This makes it all the more important that all those who want to see a left alternative to Labour work together. There are plenty of obstacles in our path as well, but the scale of the crisis and the suffering it is causing demand that we overcome them.”
In this week’s SWP Party notes it states:
Ken Loach has put out a call for a left alternative to Labour.
It’s an aim we share and we want to be part of any such discussions. But we also know that making this into a reality is more difficult and requires engaging with others who are involved in similar projects.
Of course Callinicos or SWP Party Notes will not specifically mention Left Unity’s name or even better refer to our website so that members or readers can make their own judgements. He suggests that a revival of the Labour left is more likely that the LU project and also incidentally already defines the Loach/LU project as reviving the reformist tradition. He does not see any distinction between Owen Jones and his reclaiming Labour idea and the Loach/LU organised party project which is implicitly positioned as a clear rejection of Labour. Obviously the national meeting coming up in May will further begin to clarify this position but reading the statements and political practice of most of the people expressing themselves on the LU website it is clear that there is difference between the Owen Jones position and Left Unity, there are not two sides of the same labourist reformism. Putting money on an Owen Jones left labour revival is a little risky – the record of the internal Labour left since Bennism has at least been as bad as the radical external left and I cannot recall them leading the Stop the War Coalition. Personally I would be quite happy for the LU project to grow alongside any Owen Jones led revival. It would provide a fertile field of engagement for a stronger external force. Any official left revival will come up against the iron fist of the internal party structures and the ideological pressure to knuckle under to elect Miliband.
I suppose Callinicos is repeating here something similar to his position on Syrizia – emphasising what he considers its overall reformist nature. It is not clear in the final paragraph above whether his call for ‘all those who want to see a left alternative to Labour work together’ includes Left Unity or not. However the SWP still has not lost all its reflexes in relation to what is going on so in its Party Notes it keeps the door open while emphasising how difficult the process will be. Interestingly enough there are reports of SWP members going along to some local LU meet ups.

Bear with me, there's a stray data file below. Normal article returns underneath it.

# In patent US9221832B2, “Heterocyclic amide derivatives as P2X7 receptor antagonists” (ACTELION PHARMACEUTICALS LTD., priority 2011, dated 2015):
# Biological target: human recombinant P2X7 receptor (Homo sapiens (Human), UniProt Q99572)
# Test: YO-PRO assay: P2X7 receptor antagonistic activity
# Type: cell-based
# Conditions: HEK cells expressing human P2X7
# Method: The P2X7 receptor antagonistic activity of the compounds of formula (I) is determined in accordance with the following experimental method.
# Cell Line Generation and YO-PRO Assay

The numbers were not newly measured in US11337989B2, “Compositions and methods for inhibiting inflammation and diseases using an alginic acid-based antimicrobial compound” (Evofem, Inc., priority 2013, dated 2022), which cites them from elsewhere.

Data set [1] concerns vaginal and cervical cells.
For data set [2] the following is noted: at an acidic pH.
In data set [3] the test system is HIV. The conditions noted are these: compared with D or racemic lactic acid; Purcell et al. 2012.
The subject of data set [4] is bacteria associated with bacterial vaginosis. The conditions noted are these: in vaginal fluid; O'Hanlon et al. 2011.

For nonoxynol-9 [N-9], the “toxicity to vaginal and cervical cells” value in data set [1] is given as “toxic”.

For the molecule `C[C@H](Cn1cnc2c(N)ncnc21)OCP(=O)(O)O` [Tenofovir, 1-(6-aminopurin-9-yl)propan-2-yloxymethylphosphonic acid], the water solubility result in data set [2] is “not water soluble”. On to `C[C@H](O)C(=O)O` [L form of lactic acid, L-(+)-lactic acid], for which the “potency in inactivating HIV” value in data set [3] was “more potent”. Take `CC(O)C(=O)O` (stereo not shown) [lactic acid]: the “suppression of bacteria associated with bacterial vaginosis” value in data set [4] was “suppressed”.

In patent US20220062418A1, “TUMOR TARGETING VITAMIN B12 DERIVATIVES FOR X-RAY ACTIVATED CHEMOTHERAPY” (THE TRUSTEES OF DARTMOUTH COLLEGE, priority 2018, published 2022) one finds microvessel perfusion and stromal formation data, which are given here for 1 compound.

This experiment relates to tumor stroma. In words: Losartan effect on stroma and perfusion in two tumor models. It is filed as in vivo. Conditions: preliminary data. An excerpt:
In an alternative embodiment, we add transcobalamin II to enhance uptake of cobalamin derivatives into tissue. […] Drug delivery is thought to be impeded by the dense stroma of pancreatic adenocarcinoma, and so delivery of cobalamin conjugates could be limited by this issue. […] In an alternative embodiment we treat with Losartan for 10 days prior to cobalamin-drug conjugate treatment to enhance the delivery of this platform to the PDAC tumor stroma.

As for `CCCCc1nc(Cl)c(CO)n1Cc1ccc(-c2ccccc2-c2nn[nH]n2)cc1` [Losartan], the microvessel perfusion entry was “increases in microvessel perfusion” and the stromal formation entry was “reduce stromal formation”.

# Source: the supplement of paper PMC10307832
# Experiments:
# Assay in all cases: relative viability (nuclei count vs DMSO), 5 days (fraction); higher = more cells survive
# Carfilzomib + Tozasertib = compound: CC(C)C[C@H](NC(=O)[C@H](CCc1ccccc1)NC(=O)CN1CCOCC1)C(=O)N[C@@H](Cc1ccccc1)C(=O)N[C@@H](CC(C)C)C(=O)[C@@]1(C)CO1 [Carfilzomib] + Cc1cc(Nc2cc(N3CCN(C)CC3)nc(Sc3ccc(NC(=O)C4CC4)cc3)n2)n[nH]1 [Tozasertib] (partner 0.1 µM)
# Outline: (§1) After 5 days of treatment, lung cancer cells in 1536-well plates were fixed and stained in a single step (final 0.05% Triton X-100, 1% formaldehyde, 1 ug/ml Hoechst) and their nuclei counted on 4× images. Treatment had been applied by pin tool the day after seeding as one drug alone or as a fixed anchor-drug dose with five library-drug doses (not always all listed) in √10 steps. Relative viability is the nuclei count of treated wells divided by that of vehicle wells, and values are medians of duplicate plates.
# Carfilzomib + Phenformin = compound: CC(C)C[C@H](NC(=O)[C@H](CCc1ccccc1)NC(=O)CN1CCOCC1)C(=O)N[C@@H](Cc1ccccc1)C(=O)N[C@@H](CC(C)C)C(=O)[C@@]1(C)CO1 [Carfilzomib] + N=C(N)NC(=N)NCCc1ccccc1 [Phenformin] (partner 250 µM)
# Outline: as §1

Currently his ex colleague from the SWP John Rees has a long analytical piece on the Counterfire website http://www.counterfire.org/index.php/theory/55-the-crisis/16388-the-crisis-in-europe-and-the-response-of-the-left that again does not mention LU by name but alludes to left electoral projects.
He puts forward as an abstractly correct line of building the revolutionary party and carrying out the united front tactic properly. He distinguishes between the correct way Counterfire is doing it with the implicitly incorrect way of his ertswhile comrades in the SWP. He takes up the issue of developing new left parties and briefly refers to the experience of Portugal, Greece, Germany, France and Italy where we have seen significant new left parties emerge over the last ten years or so. Comparing the failure of Respect or the SSP (Scotland) to the others he states: “the most successful left electoral projects have been those that were based on the largest movements in the first place and/or on the largest splits from mainstream social democracy”. However if we look at these parties from the point of view of lasting impact rather than just votes, this is not entirely the case since Rifondazione barely exists and came from a massive split in the PCI in Italy while the Bloco in Portugal, which came out of fusion between Trotskyist, Maoist and ex-CP groups, is still going strong and is nationally significant. Die Linke is also experiencing real problems despite coming out of a mass party split. The Front de Gauche, at least the Melenchon part, did not come out of a very large split from the SP and indeed got lower votes than the NPA for a whole period. The CP part of the FdG has always been a component and does not represent a split. Nevertheless both in the cases of failure or success it was right for revolutionary forces to participate in such projects (although the FdG is a more complex issue). You could even argue that the error of the French NPA was that it defined itself too narrowly on revolutionary positions rather than on a broader basis and this led to its later crisis and opened up the space for the FdG. So if revolutionaries keep away from such parties it is no guarantee of success. Revolutionary parties who stayed out of the broad parties did not generally grow any more strongly than those who went in.